About the BookIn this innovative grassroots to global study, Kathleen Mapes explores how the sugar beet industry transformed the rural Midwest through the introduction of large factories, contract farming, and foreign migrant labor. Sweet Tyranny calls into question the traditional portrait of the rural Midwest as a classless and homogenous place untouched by industrialization and imperialism. Identifying rural areas as centers for modern American industrialism, Mapes contributes to the ongoing expansion of labor history from urban factory workers to rural migrant workers. She engages with a full range of people involved in this industry, including midwestern family farmers, industrialists, eastern European and Mexican immigrants, child laborers, rural reformers, Washington politicos, and colonial interests.
Engagingly written, this book demonstrates that capitalism was not solely a force from above but was influenced by the people below who defended their interests in an ever-expanding market of imperialist capitalism. The fact that the United States acquired its own sugar producing empire at the very moment that its domestic sugar beet industry was coming into its own, as well as the fact that the domestic sugar beet industry came to depend on immigrant workers as the basis of its field labor force, magnified the local and global ties as well as the political battles that ensued. As such, the issue of how Americans would satiate their growing demand for sweetness--whether with beet sugar grown at home or with cane sugar raised in colonies abroad--became part of a much larger debate about the path of industrial agriculture, the shape of American imperialism, and the future of immigration.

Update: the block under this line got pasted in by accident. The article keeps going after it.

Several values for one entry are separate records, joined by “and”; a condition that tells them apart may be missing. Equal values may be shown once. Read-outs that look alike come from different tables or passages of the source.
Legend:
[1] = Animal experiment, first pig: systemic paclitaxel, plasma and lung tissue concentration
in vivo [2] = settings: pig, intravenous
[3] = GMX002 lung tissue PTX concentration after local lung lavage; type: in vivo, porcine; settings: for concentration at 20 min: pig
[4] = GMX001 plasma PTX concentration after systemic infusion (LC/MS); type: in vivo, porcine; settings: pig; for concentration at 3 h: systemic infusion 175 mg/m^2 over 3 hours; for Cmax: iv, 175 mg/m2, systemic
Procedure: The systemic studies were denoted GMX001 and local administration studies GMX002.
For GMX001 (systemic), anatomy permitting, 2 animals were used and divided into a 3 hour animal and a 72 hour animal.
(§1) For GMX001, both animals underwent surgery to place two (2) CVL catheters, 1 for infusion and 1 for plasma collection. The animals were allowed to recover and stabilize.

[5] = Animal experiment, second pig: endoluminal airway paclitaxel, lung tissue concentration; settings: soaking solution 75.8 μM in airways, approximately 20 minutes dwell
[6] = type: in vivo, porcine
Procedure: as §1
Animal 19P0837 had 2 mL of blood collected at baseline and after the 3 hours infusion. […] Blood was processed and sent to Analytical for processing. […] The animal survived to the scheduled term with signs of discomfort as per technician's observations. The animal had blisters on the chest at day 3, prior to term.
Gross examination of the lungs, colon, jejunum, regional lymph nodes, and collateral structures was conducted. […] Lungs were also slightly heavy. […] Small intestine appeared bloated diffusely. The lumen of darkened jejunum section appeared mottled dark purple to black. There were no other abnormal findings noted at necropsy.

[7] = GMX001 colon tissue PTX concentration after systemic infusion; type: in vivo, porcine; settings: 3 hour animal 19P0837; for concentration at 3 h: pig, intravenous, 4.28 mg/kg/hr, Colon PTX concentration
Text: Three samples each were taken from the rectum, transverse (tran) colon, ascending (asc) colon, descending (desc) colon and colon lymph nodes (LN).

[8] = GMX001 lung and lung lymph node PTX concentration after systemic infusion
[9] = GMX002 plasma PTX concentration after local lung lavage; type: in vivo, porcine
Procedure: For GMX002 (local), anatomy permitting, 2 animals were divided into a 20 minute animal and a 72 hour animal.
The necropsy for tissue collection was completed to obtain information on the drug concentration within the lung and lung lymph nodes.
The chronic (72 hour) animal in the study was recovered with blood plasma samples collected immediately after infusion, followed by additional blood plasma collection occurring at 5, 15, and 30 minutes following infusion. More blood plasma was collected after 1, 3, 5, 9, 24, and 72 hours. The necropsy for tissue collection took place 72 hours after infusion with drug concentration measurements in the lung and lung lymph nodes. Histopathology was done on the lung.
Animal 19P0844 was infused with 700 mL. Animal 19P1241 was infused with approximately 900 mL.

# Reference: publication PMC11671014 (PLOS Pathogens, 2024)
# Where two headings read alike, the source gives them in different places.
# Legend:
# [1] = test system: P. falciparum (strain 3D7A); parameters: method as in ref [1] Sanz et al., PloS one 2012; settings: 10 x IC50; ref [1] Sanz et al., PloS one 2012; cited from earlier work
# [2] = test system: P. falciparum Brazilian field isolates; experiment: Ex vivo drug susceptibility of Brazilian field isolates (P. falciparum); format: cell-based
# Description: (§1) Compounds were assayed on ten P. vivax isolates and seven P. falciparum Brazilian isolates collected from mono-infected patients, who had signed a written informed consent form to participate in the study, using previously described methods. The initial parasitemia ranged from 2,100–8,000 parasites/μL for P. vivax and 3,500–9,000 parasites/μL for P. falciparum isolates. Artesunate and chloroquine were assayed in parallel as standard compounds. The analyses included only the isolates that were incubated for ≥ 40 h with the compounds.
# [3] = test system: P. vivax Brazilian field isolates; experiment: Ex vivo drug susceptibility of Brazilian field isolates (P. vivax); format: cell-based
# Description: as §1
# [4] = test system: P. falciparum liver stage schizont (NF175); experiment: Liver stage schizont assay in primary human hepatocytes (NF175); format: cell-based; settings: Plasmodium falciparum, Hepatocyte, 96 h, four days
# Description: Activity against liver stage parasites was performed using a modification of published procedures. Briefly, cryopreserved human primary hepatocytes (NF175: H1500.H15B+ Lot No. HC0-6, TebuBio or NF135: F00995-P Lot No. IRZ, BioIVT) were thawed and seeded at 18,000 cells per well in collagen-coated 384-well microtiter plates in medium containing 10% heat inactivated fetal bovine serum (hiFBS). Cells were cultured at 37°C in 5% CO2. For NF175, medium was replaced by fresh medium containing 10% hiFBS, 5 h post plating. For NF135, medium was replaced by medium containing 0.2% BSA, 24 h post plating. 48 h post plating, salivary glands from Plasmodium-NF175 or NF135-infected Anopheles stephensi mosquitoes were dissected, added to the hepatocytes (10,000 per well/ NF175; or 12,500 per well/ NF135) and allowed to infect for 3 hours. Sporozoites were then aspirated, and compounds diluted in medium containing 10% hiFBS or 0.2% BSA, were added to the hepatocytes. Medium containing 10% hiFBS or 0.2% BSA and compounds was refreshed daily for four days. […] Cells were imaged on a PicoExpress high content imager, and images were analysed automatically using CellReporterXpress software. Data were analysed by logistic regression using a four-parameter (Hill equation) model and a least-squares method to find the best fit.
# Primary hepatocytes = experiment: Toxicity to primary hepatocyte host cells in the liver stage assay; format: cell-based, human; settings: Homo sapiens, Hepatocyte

About the AuthorKathleen Mapes is an associate professor of history at the State University of New York, Geneseo.
Reviews“Mapes tells the understudied sugar beet industry’s fascinating story, and links events in Michigan between 1899 and 1940 to the broader national and global considerations. . . . Recommended.”--Choice
“Mapes has uncovered patterns of global trade and labor markets that have had a profound impact on American society from the turn of the twentieth century up to the present day.”--Michigan Historical Review
"A very nuanced yet powerful examination of the triumph of industrialism over agricultural America."--The Annals of Iowa
"A compelling account of the deeply interconnected worlds created by the emergence of a new cash crop."--American Historical Review
"A fascinating work that provides important information about the history of agriculture and the construction of the term 'factories in the field' and its connections with the American empire. This book should become a mainstay among works in ethnic studies, agricultural labor, corporate power, and the state."--Gilbert G. Gonzalez, author of Culture of Empire: American Writers, Mexico, and Mexican Immigrants, 1880-1930
"Fascinating and beautifully crafted, Sweet Tyranny places growers, workers, and processors at the center of national debates over immigration, imperialism, protectionism, child labor, and a living wage."--Cindy Hahamovitch, author of The Fruits of Their Labor: Atlantic Coast Farmworkers and the Making of Migrant Poverty, 1870-1945